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This is what the hieroglyphics of the vessel found in the construction of the Mayan Train say

In October 2021, the archaeological salvage conducted at the works of the mayan trainallowed the discovery of a vessel with elaborate hieroglyphic inscriptions. Currently, the sum of its archaeological and epigraphic study, as well as the conclusion of its restoration, allows researchers to unveil its narrativehidden for more than a thousand years.

The vessel was found associated with a plate and is dedicated to a character called Cholom, a nobleman who was already recorded in other ceramic pieces that associate him with the elite of the ancient city of Oxkintok.

According to archaeologists from the INAH Center Yucatan and coordinators of the ceramic analysis of the Mayan Train Project, Iliana Ancona Aragón and Sylviane Boucher Le Landais, the piece was found near the town of Maxcanú, and stands out for having been located in its original archaeological context, inside a pre-Hispanic residential construction, identified as Structure T3_ 18518.

This vessel is joined to another similarwhich the specialists called the ‘Vaso del Sajal’, also discovered in Section 3 of the train project, which goes from Calkiní, Campeche, to Izamal, in Yucatán.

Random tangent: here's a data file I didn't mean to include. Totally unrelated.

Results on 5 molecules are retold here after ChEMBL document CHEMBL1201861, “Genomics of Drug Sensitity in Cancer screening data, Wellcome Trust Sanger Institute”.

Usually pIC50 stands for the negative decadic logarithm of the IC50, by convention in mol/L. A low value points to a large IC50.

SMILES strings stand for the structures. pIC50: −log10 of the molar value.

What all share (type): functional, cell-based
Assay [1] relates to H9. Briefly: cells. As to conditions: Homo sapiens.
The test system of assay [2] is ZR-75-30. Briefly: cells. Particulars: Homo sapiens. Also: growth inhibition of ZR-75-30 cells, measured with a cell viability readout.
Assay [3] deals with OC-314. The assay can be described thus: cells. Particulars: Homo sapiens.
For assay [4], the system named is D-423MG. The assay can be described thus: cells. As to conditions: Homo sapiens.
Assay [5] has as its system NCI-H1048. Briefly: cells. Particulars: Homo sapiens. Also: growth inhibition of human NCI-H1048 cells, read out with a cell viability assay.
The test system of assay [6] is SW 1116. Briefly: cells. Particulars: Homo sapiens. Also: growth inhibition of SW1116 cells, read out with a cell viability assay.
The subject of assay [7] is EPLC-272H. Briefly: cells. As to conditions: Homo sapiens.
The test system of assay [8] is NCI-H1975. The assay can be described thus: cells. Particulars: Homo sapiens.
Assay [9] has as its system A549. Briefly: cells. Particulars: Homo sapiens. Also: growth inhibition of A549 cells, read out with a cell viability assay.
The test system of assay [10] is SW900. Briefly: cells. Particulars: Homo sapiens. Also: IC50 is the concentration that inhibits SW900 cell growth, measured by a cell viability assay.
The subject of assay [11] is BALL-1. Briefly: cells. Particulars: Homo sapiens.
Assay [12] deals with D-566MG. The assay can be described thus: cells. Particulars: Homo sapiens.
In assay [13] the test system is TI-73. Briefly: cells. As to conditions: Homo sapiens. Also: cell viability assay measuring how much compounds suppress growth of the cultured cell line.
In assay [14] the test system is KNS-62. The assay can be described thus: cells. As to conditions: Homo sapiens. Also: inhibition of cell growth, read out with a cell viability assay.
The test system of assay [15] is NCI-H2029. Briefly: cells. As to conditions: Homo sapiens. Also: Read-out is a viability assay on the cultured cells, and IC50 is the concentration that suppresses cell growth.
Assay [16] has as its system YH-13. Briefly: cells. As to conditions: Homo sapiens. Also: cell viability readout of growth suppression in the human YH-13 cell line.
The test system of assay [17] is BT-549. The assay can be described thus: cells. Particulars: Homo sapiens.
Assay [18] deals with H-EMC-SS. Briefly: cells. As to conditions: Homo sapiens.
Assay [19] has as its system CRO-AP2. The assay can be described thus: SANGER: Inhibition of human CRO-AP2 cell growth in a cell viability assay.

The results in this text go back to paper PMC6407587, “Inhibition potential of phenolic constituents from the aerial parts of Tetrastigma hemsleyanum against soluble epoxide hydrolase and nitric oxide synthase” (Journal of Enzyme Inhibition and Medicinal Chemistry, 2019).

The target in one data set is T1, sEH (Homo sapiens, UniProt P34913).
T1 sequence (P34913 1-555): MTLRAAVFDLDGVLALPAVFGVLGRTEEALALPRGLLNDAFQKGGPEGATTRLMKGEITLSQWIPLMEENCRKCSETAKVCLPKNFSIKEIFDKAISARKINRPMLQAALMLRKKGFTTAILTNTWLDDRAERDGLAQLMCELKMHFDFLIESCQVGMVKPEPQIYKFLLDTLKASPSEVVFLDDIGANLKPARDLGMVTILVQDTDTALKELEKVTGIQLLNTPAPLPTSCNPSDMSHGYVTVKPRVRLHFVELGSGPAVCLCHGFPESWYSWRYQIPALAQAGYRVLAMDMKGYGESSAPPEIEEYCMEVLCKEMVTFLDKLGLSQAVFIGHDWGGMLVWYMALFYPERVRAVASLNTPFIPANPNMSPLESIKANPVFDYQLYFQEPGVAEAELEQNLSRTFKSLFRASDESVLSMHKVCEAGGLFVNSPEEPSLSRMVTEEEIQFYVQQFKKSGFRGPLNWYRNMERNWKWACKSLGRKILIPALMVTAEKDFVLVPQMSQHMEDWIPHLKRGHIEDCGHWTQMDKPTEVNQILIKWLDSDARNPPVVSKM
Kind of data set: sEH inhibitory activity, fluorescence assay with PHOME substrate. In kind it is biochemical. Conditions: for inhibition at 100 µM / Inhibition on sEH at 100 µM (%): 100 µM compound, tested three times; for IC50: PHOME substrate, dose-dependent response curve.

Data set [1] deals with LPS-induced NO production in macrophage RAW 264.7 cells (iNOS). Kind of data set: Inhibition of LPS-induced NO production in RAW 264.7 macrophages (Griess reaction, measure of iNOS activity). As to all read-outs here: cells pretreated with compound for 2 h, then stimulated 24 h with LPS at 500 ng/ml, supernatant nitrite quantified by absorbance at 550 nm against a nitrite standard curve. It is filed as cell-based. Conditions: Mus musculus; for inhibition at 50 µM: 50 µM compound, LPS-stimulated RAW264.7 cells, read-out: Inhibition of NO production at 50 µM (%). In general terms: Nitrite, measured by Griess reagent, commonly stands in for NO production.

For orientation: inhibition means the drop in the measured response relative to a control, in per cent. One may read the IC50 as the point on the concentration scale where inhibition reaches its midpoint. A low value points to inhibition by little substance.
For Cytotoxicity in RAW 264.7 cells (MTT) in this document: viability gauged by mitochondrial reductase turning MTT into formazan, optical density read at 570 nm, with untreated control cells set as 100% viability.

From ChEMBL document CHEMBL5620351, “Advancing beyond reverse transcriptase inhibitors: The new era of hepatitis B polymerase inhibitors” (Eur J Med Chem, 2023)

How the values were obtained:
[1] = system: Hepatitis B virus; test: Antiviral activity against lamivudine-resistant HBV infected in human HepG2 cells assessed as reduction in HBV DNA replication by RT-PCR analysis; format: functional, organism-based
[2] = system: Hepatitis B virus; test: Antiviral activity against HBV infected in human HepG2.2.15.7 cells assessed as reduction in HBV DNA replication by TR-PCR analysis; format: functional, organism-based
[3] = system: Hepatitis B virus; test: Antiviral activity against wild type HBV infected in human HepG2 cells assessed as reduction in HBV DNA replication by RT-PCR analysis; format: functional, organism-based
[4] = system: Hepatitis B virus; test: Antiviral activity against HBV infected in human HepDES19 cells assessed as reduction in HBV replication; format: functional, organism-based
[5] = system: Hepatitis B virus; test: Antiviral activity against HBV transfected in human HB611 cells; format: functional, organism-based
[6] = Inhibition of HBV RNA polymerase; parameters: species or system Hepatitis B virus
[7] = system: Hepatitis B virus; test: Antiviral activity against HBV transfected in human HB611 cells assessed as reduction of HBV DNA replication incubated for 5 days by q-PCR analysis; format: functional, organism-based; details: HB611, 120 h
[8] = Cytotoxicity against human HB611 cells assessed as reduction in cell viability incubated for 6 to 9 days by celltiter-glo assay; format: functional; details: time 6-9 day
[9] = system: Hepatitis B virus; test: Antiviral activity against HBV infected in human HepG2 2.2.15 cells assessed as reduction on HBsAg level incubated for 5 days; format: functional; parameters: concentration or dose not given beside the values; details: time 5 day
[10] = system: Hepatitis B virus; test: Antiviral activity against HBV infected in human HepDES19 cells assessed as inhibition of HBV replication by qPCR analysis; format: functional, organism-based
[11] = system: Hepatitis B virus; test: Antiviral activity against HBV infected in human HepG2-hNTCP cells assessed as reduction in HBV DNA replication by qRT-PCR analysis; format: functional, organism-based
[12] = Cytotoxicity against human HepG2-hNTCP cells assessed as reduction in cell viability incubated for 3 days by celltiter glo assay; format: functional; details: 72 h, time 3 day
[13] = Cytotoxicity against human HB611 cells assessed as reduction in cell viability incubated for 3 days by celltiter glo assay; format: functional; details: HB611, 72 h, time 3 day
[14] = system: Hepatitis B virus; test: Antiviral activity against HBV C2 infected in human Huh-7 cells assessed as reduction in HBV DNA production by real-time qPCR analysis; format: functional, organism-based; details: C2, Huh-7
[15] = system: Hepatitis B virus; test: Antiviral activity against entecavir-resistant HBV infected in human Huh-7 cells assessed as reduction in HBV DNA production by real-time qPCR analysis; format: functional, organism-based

The translation of archaeologist Ricardo Mateo Canul allows us to read: “The man says, on its surface, it has been carved, in its bowl or cajete, in its glass, for atole, from Cholom, the sajal”.

For researchers, Cholom’s noun phrase can be translated as ‘one who loosens’, because cholin Mayan, means ‘untie’, and om refers to the person who performs said action.

“The sajal is the one who transmits. They were not rulers but nobles educated to be able to write and read the glyphs, as well as to communicate aloud the orders of the ruler. aww or ruler”, explains Ileana Ancona Aragón.

It should be noted that in the Regional Museum of Anthropology of Yucatan, Palacio Cantón, in Mérida, another vessel is preserved in which the nominal glyph of Cholom appears, with the difference that it is identified as oopsthat is to say ‘hearer’, in Spanish.

Although it is still unknown whether the vessel and its plate had a ritual or daily use function, given that laboratory studies need to be combined with the contextual observations of archaeologists in the field, both elements reaffirm their belonging to the Chocholá style.

The two pieces discovered in Section 3 of the train date from the Mayan Late Classic period (600–800 AD). The newly restored vessel measures 8.5 cm in height by 21 cm in diameter at its mouth, while the plate measures 11 cm in height by 32 cm in diameter.

Already registered in the databases of the INAH, join 40 complete objects and more than 80 thousand fragments of vessels recovered in that section of the Mayan Train.

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